Photo courtesy of Special Collections and University Archives at Iowa State University.
(KMSP) - The Fox 9 Investigators reveal the circumstances surrounding the death of Jack Trice, who died after a Gopher vs. Iowa State Football game in 1923
In the afterglow of Super Bowl LI, it is worth reflecting on a Minnesota football game nearly a century ago, when the stakes were higher and the game more brutal.
For Jack Trice, an Iowa State tackle, it was not only one of his first games, it would also be his last.
Trice died from injuries sustained in that game against the Minnesota Gophers on Oct. 6, 1923. The circumstances surrounding his death remain a mystery and controversy to this day.
“I truly think he was targeted because he (Trice) was African American,” said Breion Creer, a defensive lineman for the Cyclones, who grew up in Minnesota, but never heard the name Jack Trice until he went to play at Iowa State University. The Cyclone’s stadium in Ames, Iowa was named after Trice 20 years ago.
“That's one of the mysteries to the story,” said Steve Jones, author of a biography on Trice. “What really happened to Jack Trice?”
THE LIFE & TIMES OF JACK TRICE
Born in Ohio, the grandson of slaves, Trice was recruited to play for Iowa State in 1923 by his old high school football coach. He was one of 22 black students at Iowa State that year, and because of discriminatory housing restrictions, he was forced to live off campus with his wife.
Standing 6’2" and weighing 200 pounds, Trice was considered a formidable football player for his time.
Trice got a job as a janitor, and as legend has it, would even clean the cleats of his white teammates.
“He was very conscious of his place,” said Tom Kroeschell, a long time member of the Iowa State Athletics Department. “What did he think? We really don’t know.”
College football in the 1920’s was, for the most part, a white man’s game.
Kroeschell said many other schools - like Missouri, Kansas, and Oklahoma - would forfeit a game rather than play against a black man.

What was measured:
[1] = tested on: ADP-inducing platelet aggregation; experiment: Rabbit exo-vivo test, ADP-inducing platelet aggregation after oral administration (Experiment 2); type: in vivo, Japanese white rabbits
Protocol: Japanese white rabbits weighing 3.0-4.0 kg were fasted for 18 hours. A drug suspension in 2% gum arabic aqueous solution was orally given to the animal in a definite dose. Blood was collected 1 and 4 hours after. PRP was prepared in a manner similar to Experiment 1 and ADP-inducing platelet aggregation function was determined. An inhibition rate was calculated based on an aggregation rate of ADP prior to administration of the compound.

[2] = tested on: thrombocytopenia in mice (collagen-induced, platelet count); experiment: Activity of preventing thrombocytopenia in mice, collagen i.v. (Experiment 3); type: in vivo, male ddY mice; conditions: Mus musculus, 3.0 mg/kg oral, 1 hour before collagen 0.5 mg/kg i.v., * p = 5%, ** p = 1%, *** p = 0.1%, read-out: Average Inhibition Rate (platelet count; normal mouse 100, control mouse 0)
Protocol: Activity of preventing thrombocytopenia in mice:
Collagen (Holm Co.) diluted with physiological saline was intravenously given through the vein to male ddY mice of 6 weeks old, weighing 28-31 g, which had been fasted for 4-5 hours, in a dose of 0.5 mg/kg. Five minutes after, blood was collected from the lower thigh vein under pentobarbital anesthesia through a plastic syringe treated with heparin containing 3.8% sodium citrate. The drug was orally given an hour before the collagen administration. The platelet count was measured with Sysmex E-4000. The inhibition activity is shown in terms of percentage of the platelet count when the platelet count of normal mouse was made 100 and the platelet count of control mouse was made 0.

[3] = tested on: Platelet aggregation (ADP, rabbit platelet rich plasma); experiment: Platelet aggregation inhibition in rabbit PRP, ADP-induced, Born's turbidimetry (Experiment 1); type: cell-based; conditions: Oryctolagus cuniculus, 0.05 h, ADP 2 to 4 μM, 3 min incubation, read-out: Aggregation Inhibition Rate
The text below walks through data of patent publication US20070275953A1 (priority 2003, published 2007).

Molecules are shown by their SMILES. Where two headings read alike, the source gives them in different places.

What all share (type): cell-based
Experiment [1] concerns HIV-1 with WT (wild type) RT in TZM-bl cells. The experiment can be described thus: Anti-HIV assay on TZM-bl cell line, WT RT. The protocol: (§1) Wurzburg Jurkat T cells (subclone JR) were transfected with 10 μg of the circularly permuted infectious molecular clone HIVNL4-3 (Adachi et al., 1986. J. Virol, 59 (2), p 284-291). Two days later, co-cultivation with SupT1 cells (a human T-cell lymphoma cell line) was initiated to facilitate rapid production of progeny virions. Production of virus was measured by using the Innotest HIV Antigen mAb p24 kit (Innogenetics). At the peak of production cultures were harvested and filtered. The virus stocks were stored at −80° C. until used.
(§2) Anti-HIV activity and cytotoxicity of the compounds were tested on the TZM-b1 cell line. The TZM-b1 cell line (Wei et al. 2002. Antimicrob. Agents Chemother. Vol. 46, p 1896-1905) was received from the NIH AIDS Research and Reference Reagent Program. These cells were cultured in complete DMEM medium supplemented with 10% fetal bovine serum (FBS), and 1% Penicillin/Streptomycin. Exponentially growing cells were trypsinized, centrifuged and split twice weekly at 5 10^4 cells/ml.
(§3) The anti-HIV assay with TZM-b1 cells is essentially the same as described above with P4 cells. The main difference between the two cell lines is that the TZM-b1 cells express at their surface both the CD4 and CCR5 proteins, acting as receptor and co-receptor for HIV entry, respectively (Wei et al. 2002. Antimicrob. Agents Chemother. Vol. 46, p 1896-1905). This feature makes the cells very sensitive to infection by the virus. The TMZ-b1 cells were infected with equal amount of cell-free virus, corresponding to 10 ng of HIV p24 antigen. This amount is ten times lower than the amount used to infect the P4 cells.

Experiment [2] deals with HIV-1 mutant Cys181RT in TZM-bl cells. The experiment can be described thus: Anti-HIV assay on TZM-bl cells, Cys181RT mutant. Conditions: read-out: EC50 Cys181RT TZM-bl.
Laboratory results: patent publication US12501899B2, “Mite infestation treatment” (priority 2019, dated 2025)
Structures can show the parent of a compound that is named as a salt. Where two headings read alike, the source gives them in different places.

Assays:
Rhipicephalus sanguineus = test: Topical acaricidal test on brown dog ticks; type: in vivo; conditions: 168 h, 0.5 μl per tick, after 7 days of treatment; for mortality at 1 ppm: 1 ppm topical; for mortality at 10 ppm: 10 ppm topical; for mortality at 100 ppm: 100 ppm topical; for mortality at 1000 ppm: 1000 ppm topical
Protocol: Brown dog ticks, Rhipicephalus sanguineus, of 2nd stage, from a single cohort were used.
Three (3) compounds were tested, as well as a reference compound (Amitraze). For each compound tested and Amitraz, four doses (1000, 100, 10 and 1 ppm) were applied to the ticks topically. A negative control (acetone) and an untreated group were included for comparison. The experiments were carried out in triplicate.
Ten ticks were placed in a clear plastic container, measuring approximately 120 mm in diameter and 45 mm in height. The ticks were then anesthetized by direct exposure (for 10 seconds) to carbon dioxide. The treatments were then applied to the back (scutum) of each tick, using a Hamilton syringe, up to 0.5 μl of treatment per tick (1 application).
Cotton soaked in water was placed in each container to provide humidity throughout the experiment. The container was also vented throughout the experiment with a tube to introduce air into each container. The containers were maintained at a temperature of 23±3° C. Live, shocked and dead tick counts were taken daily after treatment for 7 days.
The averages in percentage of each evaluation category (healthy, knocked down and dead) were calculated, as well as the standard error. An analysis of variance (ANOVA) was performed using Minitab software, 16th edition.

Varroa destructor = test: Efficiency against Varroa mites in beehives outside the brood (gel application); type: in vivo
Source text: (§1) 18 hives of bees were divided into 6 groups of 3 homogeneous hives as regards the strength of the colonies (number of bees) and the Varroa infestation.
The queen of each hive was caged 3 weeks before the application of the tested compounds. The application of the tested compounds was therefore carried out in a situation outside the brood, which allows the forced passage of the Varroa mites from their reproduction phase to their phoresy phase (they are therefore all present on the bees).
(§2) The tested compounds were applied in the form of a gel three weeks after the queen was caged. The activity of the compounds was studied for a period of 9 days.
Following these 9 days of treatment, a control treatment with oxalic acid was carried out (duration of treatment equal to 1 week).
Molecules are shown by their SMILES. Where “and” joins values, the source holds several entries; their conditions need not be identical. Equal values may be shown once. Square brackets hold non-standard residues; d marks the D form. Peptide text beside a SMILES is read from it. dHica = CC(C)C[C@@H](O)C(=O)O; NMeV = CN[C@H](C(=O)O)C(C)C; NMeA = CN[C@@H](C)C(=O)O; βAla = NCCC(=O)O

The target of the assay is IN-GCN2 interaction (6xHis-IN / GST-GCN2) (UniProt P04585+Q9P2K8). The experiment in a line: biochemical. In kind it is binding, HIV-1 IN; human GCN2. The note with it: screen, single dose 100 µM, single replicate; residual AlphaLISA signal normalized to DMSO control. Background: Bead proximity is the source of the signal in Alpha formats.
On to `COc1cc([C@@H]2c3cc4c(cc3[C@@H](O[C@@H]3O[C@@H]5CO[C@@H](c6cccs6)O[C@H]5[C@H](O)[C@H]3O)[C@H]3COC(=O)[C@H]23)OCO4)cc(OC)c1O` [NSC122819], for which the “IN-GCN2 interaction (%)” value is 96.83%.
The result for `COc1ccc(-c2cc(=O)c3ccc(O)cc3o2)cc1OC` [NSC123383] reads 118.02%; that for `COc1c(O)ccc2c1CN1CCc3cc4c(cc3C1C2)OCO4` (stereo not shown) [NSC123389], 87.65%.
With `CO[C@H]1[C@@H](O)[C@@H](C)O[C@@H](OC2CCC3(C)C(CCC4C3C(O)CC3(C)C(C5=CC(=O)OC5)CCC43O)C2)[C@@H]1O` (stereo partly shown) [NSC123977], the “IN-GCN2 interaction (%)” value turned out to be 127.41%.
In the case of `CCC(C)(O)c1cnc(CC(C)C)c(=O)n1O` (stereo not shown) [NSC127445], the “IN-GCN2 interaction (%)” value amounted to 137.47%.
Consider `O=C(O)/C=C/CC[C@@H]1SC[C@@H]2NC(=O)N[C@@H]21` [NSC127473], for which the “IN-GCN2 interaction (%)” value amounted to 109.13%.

Having heard there was a black man on Iowa State’s team that year, the University of Missouri’s Athletic Director, Chester Brewer, wrote to warn Iowa State they would forfeit an upcoming game that season.
“The whole question is bigger than our athletics,” Brewer wrote. “We cannot permit a colored man on any team we play.”
THE GAME: MINNESOTA VS. IOWA STATE
Iowa State’s second game that season would be against the University of Minnesota, and the Cyclones would be the underdog.
“The Gophers in the 1920s were an extremely formidable program with great tradition and huge crowds,” said Kroeschell. “He’s never played on that kind of stage.”
When the team arrived at the old Curtis Hotel in Minneapolis, Jack was informed he could not room or dine with his white teammates.
That night, all alone in his room, Trice wrote a note on hotel stationary that would cement his legend.
Addressed “To Whom It May Concern,” Trice wrote of the game the next day:
“The honor of my race, family and self are at stake. Everyone is expecting me to do big things. I will! My whole body and soul are to be thrown recklessly about on the field tomorrow.”
“It's almost like he had some sense of foreboding that he might not be around at the end of the game,” said John Rosengren, a sports writer who has called Trice a "Martyr of the Gridiron."
There was simmering racial tension in Minnesota in 1923, which saw the rise of the Ku Klux Klan. The weekend of the game, the Klan was holding a state-wide convention in St. Paul. A Klan leader ran for Minneapolis mayor that year. The Klan even had a float in the University of Minnesota Homecoming Parade.
“That’s what makes it a big deal. He knows the racial issues are at play that day,” Rosengren said.
The next day, Jack Trice would be the only black man on the old Northrop Field, which once sat across from the Armory.
According to historical accounts, on the second play of the game, Trice broke his collar bone, but refused to leave the game.
Late in the third quarter, Trice threw his body horizontally in front of the tackle, what was known as a roll block, just like he foreshadowed in his hotel note the night before.